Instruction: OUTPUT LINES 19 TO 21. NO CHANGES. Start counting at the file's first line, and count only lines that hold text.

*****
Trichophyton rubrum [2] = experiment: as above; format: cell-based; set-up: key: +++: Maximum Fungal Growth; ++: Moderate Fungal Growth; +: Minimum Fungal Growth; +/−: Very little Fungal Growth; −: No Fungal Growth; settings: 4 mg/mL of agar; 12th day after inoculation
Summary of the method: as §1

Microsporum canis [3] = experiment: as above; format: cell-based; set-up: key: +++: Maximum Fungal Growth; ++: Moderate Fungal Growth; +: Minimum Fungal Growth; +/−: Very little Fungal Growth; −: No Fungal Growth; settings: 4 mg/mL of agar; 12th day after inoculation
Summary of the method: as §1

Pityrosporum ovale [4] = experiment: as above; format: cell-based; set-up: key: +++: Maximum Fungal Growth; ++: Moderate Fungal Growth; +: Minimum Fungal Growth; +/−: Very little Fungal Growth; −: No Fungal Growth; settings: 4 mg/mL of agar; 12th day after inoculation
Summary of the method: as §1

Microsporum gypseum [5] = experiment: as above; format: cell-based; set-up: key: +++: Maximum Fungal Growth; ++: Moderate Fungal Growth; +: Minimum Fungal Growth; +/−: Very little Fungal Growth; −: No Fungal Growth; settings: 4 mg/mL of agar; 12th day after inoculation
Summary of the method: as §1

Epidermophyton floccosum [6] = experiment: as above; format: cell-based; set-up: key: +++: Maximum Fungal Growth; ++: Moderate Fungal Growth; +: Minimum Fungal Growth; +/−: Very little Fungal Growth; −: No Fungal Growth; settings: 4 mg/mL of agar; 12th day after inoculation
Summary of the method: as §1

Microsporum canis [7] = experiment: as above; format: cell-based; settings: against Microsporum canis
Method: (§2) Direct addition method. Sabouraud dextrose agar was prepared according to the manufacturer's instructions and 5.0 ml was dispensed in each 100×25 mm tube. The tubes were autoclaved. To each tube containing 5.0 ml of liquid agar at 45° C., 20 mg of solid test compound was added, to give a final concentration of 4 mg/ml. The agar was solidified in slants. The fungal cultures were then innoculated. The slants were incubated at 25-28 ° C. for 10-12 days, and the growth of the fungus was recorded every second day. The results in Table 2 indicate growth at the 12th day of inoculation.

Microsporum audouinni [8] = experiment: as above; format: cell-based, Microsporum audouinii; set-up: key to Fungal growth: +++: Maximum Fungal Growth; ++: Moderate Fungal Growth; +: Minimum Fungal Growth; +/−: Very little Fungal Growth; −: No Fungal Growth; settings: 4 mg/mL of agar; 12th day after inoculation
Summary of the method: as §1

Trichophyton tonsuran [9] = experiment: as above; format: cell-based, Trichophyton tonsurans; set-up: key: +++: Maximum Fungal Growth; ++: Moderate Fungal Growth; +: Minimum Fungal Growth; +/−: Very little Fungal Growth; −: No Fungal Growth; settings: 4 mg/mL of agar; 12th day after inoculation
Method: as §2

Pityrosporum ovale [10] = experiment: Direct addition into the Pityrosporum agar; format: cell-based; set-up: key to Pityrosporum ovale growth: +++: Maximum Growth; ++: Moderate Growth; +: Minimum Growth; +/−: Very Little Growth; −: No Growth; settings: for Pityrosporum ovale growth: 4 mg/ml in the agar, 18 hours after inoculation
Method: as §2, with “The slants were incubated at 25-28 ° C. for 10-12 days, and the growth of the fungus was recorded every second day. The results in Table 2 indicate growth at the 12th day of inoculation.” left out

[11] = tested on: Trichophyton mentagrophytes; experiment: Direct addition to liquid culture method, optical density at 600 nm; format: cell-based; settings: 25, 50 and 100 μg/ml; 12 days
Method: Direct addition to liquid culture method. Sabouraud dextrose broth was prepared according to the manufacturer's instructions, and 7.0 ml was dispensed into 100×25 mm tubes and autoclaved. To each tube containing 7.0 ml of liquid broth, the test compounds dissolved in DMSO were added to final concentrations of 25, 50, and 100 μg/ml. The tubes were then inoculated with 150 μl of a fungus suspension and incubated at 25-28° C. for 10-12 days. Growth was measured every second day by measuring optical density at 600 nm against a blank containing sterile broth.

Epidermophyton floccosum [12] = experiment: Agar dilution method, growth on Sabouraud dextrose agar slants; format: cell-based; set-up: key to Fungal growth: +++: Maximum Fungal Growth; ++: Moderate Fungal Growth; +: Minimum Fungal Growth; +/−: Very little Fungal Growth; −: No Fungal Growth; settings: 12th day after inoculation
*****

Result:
[11] = tested on: Trichophyton mentagrophytes; experiment: Direct addition to liquid culture method, optical density at 600 nm; format: cell-based; settings: 25, 50 and 100 μg/ml; 12 days
Method: Direct addition to liquid culture method. Sabouraud dextrose broth was prepared according to the manufacturer's instructions, and 7.0 ml was dispensed into 100×25 mm tubes and autoclaved. To each tube containing 7.0 ml of liquid broth, the test compounds dissolved in DMSO were added to final concentrations of 25, 50, and 100 μg/ml. The tubes were then inoculated with 150 μl of a fungus suspension and incubated at 25-28° C. for 10-12 days. Growth was measured every second day by measuring optical density at 600 nm against a blank containing sterile broth.

Epidermophyton floccosum [12] = experiment: Agar dilution method, growth on Sabouraud dextrose agar slants; format: cell-based; set-up: key to Fungal growth: +++: Maximum Fungal Growth; ++: Moderate Fungal Growth; +: Minimum Fungal Growth; +/−: Very little Fungal Growth; −: No Fungal Growth; settings: 12th day after inoculation